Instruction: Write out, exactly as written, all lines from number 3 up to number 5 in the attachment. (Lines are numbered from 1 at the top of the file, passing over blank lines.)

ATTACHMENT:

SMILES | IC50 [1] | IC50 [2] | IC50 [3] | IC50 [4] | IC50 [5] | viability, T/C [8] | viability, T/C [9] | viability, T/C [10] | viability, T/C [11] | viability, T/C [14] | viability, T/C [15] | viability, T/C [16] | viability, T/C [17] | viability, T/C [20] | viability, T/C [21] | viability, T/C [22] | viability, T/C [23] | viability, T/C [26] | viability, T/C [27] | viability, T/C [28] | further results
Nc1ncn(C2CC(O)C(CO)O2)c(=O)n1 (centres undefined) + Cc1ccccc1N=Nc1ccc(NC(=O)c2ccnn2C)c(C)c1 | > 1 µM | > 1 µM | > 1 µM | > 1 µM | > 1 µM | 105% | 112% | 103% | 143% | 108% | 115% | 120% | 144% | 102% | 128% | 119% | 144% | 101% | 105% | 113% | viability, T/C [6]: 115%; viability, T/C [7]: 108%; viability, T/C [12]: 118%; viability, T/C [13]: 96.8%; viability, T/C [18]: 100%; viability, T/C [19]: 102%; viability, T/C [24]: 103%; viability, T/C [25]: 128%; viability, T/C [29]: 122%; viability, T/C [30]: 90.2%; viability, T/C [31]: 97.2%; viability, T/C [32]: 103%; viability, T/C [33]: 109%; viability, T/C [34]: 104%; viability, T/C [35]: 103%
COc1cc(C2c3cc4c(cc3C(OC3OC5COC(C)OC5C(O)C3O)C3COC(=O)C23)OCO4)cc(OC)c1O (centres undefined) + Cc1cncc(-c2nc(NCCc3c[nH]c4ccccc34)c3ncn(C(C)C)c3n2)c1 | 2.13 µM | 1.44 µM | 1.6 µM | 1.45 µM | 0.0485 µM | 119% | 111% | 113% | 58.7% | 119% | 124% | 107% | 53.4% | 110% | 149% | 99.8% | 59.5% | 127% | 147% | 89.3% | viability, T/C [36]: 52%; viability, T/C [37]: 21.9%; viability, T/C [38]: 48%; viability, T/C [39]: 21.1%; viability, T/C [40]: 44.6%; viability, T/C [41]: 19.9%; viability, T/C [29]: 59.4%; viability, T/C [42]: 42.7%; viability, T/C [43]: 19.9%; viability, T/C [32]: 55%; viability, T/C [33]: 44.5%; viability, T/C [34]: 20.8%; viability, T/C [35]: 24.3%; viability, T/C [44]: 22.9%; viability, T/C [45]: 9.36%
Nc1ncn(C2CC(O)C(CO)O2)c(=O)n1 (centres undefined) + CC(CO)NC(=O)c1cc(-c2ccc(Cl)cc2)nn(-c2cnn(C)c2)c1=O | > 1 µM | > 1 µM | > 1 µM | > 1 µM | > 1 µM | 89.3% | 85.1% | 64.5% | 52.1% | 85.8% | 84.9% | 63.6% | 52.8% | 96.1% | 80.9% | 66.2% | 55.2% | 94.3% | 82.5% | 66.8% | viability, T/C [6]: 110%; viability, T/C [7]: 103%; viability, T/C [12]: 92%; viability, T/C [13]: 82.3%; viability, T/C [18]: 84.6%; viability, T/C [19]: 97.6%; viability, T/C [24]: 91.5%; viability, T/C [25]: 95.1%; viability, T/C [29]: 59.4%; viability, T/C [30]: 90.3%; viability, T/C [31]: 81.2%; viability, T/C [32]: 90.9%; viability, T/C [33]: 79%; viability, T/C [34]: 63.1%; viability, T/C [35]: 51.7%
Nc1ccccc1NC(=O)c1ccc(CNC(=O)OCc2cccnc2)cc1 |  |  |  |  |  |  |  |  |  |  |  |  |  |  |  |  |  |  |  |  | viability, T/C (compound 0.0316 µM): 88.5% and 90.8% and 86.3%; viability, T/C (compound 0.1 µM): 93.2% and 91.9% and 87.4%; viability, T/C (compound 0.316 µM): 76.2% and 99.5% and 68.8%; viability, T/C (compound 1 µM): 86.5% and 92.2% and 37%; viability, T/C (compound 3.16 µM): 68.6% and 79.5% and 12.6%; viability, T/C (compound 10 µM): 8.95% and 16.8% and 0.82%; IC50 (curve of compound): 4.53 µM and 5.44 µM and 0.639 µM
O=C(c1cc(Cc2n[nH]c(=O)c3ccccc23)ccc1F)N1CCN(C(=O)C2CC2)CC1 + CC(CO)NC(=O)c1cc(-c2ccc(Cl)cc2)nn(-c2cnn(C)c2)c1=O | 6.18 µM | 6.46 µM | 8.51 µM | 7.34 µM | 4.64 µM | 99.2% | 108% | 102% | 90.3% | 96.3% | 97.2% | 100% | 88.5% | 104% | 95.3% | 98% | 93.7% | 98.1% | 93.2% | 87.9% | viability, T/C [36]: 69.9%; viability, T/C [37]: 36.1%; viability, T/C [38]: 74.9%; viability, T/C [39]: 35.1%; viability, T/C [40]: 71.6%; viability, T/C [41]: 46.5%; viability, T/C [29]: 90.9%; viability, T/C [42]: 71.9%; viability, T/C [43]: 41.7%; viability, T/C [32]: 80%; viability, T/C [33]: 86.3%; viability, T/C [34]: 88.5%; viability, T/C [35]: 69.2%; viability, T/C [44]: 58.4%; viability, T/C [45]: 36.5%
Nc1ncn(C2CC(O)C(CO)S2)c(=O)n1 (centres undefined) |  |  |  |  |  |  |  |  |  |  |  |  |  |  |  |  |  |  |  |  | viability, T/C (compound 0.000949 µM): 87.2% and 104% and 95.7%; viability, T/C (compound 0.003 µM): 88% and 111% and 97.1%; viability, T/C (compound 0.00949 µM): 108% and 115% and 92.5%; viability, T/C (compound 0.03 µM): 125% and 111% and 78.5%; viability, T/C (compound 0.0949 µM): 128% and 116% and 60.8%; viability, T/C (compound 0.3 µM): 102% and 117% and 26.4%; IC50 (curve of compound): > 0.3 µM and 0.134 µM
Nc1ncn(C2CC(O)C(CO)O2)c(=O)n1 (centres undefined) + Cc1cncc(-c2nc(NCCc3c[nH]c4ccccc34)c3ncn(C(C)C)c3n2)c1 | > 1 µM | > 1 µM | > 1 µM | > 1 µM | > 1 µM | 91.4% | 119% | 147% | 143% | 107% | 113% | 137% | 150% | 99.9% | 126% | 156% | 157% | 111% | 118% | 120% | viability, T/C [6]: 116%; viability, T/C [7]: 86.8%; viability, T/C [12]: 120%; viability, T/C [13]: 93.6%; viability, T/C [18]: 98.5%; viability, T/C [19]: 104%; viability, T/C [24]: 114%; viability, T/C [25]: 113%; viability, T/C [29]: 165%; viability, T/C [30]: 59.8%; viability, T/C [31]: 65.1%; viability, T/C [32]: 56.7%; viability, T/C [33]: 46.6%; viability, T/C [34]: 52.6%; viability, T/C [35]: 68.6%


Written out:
COc1cc(C2c3cc4c(cc3C(OC3OC5COC(C)OC5C(O)C3O)C3COC(=O)C23)OCO4)cc(OC)c1O (centres undefined) + Cc1cncc(-c2nc(NCCc3c[nH]c4ccccc34)c3ncn(C(C)C)c3n2)c1 | 2.13 µM | 1.44 µM | 1.6 µM | 1.45 µM | 0.0485 µM | 119% | 111% | 113% | 58.7% | 119% | 124% | 107% | 53.4% | 110% | 149% | 99.8% | 59.5% | 127% | 147% | 89.3% | viability, T/C [36]: 52%; viability, T/C [37]: 21.9%; viability, T/C [38]: 48%; viability, T/C [39]: 21.1%; viability, T/C [40]: 44.6%; viability, T/C [41]: 19.9%; viability, T/C [29]: 59.4%; viability, T/C [42]: 42.7%; viability, T/C [43]: 19.9%; viability, T/C [32]: 55%; viability, T/C [33]: 44.5%; viability, T/C [34]: 20.8%; viability, T/C [35]: 24.3%; viability, T/C [44]: 22.9%; viability, T/C [45]: 9.36%
Nc1ncn(C2CC(O)C(CO)O2)c(=O)n1 (centres undefined) + CC(CO)NC(=O)c1cc(-c2ccc(Cl)cc2)nn(-c2cnn(C)c2)c1=O | > 1 µM | > 1 µM | > 1 µM | > 1 µM | > 1 µM | 89.3% | 85.1% | 64.5% | 52.1% | 85.8% | 84.9% | 63.6% | 52.8% | 96.1% | 80.9% | 66.2% | 55.2% | 94.3% | 82.5% | 66.8% | viability, T/C [6]: 110%; viability, T/C [7]: 103%; viability, T/C [12]: 92%; viability, T/C [13]: 82.3%; viability, T/C [18]: 84.6%; viability, T/C [19]: 97.6%; viability, T/C [24]: 91.5%; viability, T/C [25]: 95.1%; viability, T/C [29]: 59.4%; viability, T/C [30]: 90.3%; viability, T/C [31]: 81.2%; viability, T/C [32]: 90.9%; viability, T/C [33]: 79%; viability, T/C [34]: 63.1%; viability, T/C [35]: 51.7%
Nc1ccccc1NC(=O)c1ccc(CNC(=O)OCc2cccnc2)cc1 |  |  |  |  |  |  |  |  |  |  |  |  |  |  |  |  |  |  |  |  | viability, T/C (compound 0.0316 µM): 88.5% and 90.8% and 86.3%; viability, T/C (compound 0.1 µM): 93.2% and 91.9% and 87.4%; viability, T/C (compound 0.316 µM): 76.2% and 99.5% and 68.8%; viability, T/C (compound 1 µM): 86.5% and 92.2% and 37%; viability, T/C (compound 3.16 µM): 68.6% and 79.5% and 12.6%; viability, T/C (compound 10 µM): 8.95% and 16.8% and 0.82%; IC50 (curve of compound): 4.53 µM and 5.44 µM and 0.639 µM